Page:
Review: The Witch Elm

Edgar winner Tana French (The Trespasser) diverges from her Dublin Murder Squad procedural series for the first time with a hair-raising standalone that asks if knowing oneself is truly possible.
Toby Hennessy always thought of himself as the lucky sort. He enjoys his job in art sales, loves his gentle girlfriend, Melissa, and has supportive lifelong friends and a close family. Even when his boss catches him covering for a coworker's fraud at the gallery, Toby manages narrowly to escape firing. When bad luck finally rains on him, though, it pours; one night after he's had a pleasant booze-up at the pub with his best friends, burglars break into his apartment and savagely beat him. Left with fractures and a head injury, he wakes up in the hospital forever changed. Not only does he have a long rehabilitation ahead of him, but the brain trauma has also blurred segments of his memory and left him with aphasia as well as trouble concentrating and regulating his anger.
Solace comes in an unexpected form when his cousin Susanna suggests Toby should stay a few weeks at their family home, the Ivy House, to keep an eye on their beloved Uncle Hugo, an elderly genealogist dying of cancer. Toby surprises himself by enjoying his time there, assisting Hugo with his research and watching Melissa seamlessly integrate into his family. However, their idyll shatters when Susanna's small children find a human skull in the hollow wych elm in the Ivy House's garden, and police identify it as belonging to a high school classmate of Toby, Susanna and their cousin Leon. As suspicion falls on his family, Toby tries to unravel the case before the cops do, but he must suspect everyone, even himself.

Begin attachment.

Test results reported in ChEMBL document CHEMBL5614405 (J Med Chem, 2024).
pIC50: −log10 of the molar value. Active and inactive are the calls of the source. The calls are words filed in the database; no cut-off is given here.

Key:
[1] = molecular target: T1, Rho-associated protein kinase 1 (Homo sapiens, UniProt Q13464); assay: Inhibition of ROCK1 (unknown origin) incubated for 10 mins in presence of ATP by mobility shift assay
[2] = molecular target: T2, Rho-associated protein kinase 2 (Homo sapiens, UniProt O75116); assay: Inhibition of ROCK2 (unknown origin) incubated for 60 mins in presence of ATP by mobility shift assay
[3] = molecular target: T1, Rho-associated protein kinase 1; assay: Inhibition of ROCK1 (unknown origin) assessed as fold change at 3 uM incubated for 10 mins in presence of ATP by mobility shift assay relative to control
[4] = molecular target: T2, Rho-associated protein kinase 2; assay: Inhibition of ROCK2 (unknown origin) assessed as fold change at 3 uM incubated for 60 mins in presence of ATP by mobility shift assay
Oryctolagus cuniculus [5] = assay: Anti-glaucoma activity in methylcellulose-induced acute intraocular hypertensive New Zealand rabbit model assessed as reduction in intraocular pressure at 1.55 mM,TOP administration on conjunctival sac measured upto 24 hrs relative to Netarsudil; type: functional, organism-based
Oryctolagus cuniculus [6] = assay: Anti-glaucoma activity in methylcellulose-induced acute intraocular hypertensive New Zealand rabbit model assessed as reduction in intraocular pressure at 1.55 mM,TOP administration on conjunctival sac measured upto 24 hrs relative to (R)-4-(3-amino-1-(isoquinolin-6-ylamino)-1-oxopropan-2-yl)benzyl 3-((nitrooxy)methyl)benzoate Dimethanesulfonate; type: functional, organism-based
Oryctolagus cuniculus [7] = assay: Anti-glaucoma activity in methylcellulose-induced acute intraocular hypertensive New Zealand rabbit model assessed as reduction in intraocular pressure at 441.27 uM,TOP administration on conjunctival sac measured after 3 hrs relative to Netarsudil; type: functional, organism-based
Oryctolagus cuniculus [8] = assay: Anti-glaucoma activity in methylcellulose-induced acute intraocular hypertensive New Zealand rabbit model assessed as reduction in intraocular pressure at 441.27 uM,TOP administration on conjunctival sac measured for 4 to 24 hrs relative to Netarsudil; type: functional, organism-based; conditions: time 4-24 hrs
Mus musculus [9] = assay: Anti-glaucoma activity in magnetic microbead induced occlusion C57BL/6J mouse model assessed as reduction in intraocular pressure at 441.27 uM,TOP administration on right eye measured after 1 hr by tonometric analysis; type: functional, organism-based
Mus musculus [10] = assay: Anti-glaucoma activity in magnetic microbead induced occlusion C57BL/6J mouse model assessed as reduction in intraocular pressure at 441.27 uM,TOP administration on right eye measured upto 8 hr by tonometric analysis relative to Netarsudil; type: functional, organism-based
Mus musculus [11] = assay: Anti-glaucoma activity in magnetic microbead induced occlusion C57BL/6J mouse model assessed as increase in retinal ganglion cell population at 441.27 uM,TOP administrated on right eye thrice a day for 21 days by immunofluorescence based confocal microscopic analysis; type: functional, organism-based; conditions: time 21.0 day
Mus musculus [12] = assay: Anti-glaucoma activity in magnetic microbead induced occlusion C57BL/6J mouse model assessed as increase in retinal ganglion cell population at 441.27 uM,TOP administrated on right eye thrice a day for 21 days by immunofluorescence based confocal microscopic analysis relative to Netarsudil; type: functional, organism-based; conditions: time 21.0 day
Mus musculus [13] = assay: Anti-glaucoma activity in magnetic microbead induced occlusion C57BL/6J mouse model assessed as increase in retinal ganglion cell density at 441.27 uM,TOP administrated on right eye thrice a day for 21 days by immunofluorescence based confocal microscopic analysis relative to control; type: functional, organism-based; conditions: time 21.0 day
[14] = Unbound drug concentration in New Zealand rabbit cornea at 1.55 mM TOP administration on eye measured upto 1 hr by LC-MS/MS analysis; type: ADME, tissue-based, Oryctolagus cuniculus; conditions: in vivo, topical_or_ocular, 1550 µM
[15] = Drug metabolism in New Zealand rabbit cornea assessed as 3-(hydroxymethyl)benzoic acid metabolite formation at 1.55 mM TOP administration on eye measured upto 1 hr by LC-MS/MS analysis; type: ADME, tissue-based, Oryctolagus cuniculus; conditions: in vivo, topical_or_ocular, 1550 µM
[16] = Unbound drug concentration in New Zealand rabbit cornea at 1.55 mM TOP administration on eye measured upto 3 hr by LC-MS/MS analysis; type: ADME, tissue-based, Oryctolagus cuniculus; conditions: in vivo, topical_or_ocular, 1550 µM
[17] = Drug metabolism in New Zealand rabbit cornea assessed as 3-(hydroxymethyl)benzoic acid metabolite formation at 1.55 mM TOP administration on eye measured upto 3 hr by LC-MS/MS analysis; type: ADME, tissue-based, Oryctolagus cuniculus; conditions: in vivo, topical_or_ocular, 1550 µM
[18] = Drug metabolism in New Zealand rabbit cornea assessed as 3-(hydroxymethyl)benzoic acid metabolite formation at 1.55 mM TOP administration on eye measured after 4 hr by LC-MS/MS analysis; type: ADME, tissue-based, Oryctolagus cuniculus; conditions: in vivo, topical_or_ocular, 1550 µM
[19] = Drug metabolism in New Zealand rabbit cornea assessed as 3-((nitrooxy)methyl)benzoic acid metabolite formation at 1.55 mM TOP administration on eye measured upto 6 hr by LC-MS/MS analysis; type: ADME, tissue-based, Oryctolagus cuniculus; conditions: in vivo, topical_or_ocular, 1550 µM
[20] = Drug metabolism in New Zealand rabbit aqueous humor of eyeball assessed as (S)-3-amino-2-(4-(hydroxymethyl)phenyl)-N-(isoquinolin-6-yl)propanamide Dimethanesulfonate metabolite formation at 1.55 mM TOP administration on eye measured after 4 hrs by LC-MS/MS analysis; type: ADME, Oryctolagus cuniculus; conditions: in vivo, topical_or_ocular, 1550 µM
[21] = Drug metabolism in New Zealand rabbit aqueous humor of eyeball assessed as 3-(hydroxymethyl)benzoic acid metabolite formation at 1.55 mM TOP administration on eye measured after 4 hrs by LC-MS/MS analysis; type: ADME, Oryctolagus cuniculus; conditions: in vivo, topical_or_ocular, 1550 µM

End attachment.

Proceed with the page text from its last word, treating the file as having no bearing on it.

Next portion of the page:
While an amateur sleuth as protagonist marks a departure from French's customary focus on a murder detective's point of view, her dark and thoughtful tone remains. Toby's ancestral home comforts him, but to the reader, it often feels creaky and filled with ghosts. French makes Hugo a genealogist through no accident: his research into the murky waters of others' family trees underscores Toby's sudden doubts about the family he has always loved and trusted.
Though the pacing feels slow in the first act, French has merely taken great care in laying her foundation. Readers who correctly solve the murder ahead of time should keep reading, as she has a few 11th-hour jaw-droppers in store. While Dublin Murder Squad fans may long for the next in the series, The Witch Elm will satisfy cravings for French's blend of atmosphere and introspection. --Jaclyn Fulwood, blogger at Infinite Reads

Shelf Talker: In French's first standalone mystery, a skull found in a manor house garden causes a young art dealer to question how well he knows his family and himself.
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